Suspense and Sensibility (Or, First Impressions Revisited): A Mr. and Mrs. Darcy Mystery

They say be careful what you wish for because you might get it.

In my review on an Elizabeth Aston sequel to P&P, I posed the idea that one of these continuations writers put some of our beloved characters from the different novels together; little did I imagine that the next book I would read—one that my mom found for me knowing my interests, would do just that, and do it so well that I am eager to see it done again.

Suspense and Sensibility is the second of Ms. Bebris’ Darcy mysteries. It takes place not long after the wedding and involves the Darcy couple taking Kitty, as promised at the end of P&P, under their care for a while, specifically to London for the marriage market. While there, they meet a most interesting young man—Harry Dashwood, whom we last saw as the young son of the usurpers of our Dashwood girls’ estate, Norwood. You recall, of course, his scheming mother, Fanny, persuading her malleable husband to deny his sisters sufficient means of living. Fanny is still alive (and still awful), and other S&S characters enter the picture as well:  Lucy Ferrars (even worse than you could imagine, even at the start of this story—so awful that Elizabeth at one point actually misses Lady Catherine!), Robert Ferrars (watch for a hilarious scene involving Robert and many gleaming silver objects in which he studies his own reflection), Edward and Elinor (who, as we’d expect, immediately takes to Elizabeth, and vice-versa), Marianne and Colonel Brandon (only briefly, but deeply in love), Mrs. Dashwood, and the Middeltons.

Everything you’d want to happen, in terms of relationships blossoming, seems to happen here: Georgiana Darcy befriends Kitty Bennet, Elinor befriends Elizabeth, Edward assists Darcy, and Darcy assists Harry Dashwood; somehow, in the midst of this heavenly concoction, Bebris manages to sustain a riveting mystery. The way she sets it up makes the reader both enjoy the story and figure things out before the characters, which makes for a fulfilling read. Once you figure it out (there are so many clues!), it is so much fun to watch the mystery unfold! And if you enjoy a clever narrator and clever central characters (and what Janeite doesn’t?), then you will certainly enjoy this work for that asset as well. Even the subtitle is clever, suggesting a melding of two Austen novels without directly telling us.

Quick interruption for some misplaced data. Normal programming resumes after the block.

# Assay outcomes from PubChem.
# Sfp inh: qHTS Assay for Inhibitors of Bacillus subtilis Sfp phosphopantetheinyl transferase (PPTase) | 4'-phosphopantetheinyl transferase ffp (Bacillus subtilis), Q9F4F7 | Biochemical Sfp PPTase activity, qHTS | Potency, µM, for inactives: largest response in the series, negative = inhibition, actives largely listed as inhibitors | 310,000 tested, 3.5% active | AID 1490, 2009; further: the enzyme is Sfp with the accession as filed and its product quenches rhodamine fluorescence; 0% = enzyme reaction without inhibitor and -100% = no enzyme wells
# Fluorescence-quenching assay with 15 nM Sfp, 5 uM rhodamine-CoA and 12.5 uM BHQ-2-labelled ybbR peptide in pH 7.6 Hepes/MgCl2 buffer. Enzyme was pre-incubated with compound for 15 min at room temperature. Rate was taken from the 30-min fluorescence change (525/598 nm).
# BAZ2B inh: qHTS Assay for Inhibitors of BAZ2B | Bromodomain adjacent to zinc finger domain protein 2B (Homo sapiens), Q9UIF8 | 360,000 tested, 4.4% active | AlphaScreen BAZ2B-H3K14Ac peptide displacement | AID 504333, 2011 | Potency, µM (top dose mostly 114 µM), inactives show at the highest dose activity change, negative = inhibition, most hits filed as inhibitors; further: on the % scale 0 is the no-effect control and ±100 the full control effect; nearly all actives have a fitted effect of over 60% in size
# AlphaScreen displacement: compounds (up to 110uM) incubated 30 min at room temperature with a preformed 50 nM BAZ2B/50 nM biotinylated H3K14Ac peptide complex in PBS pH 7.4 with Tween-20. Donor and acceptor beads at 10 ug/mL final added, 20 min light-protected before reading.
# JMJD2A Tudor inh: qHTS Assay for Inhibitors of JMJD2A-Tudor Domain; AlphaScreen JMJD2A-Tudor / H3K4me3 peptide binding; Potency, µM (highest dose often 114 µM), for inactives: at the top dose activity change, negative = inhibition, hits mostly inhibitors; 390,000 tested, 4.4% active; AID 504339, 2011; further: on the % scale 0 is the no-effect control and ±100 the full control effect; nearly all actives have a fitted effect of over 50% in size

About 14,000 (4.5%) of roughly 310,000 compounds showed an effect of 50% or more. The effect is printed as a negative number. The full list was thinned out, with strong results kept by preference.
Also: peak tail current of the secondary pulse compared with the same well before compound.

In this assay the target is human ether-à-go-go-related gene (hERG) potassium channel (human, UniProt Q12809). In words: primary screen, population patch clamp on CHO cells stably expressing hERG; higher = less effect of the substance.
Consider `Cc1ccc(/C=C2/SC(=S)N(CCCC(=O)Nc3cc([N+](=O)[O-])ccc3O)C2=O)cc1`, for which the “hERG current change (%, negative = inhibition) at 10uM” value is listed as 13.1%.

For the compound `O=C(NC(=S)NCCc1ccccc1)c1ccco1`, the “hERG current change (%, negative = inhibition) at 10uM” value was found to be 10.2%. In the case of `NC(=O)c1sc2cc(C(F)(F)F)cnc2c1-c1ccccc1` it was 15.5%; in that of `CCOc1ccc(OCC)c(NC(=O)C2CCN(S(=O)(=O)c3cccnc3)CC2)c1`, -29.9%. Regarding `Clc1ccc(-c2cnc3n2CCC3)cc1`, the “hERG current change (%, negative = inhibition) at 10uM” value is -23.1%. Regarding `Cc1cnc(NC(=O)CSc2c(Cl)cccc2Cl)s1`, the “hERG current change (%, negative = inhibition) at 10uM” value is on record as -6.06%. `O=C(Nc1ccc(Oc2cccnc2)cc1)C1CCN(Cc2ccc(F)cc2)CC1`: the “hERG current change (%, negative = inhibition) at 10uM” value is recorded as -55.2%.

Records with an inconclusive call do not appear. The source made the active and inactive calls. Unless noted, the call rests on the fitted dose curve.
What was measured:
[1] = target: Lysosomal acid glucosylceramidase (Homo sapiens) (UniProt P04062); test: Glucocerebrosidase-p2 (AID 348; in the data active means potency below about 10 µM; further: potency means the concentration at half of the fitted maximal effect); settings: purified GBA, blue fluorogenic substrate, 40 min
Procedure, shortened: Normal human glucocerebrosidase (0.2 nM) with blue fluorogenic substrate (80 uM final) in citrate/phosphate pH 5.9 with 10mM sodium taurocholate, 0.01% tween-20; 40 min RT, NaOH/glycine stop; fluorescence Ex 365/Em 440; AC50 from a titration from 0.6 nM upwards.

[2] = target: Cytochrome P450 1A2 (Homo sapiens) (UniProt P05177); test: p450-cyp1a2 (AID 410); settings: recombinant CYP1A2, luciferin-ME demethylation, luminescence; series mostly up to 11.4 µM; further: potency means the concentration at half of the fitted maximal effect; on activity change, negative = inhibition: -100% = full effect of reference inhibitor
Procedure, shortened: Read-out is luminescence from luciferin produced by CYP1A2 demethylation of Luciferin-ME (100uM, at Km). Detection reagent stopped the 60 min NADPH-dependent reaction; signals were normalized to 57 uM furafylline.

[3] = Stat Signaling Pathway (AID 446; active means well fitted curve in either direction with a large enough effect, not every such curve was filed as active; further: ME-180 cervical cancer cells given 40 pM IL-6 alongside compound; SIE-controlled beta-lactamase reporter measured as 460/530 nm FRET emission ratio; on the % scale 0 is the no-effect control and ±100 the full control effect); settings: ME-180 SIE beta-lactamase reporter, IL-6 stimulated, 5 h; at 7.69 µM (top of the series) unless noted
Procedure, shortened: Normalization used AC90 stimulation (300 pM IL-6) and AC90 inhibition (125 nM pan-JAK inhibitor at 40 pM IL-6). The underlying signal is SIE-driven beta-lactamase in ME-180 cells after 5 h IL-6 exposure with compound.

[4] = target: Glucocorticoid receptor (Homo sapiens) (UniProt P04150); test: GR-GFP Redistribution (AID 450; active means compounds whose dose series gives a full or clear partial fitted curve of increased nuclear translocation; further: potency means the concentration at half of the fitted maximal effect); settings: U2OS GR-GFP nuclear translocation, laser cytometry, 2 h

There is also the thought-provoking tension between logic and reason on the one hand, and instinct and intuition on the other. Part of Darcy’s struggle here, as in the earlier book, is that he relies almost exclusively on the former, whereas Elizabeth, though hesitant to use the latter given her mistakes in P&P, has access to instinct that is key to solving the problems presented here.

Other issues Bebris explores here include the necessary ingredients for reformation of a silly man (here, good principles, intelligence, a desire to change, and an influential teacher) and the problems faced by people with money in the marriage market (never really being courted for themselves and therefore being LESS likely to experience true love than poorer characters like Kitty).

Though there may be an instance or two of milking humor unnecessarily—Regina, Lucy’s daughter, for instance, has weight issues, and is often mocked for it (she appears “to be chewing her cud”)—and some of the text’s events are just plain creepy (keep an eye on the mirror and the portrait), this story offers us some of our favorite characters in situations that we could hardly have imagined but that bring out the qualities we love in them. Darcy, for instance—I love him more than ever; there is nothing he will not sacrifice for the woman he loves, and even for innocent people he does not love. Look forward to more information about this towards the end of the story.

And to a little catch you might not have “caught” when it was thrown at you amid other information (but which the epilogue will clarify).

Stephanie Barron says it best on the back cover when she calls this work, like Austen’s, “thoroughly ‘light and bright and sparkling.’” Really, it is.

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Published in: on March 29, 2010 at 11:30 am  Leave a Comment  

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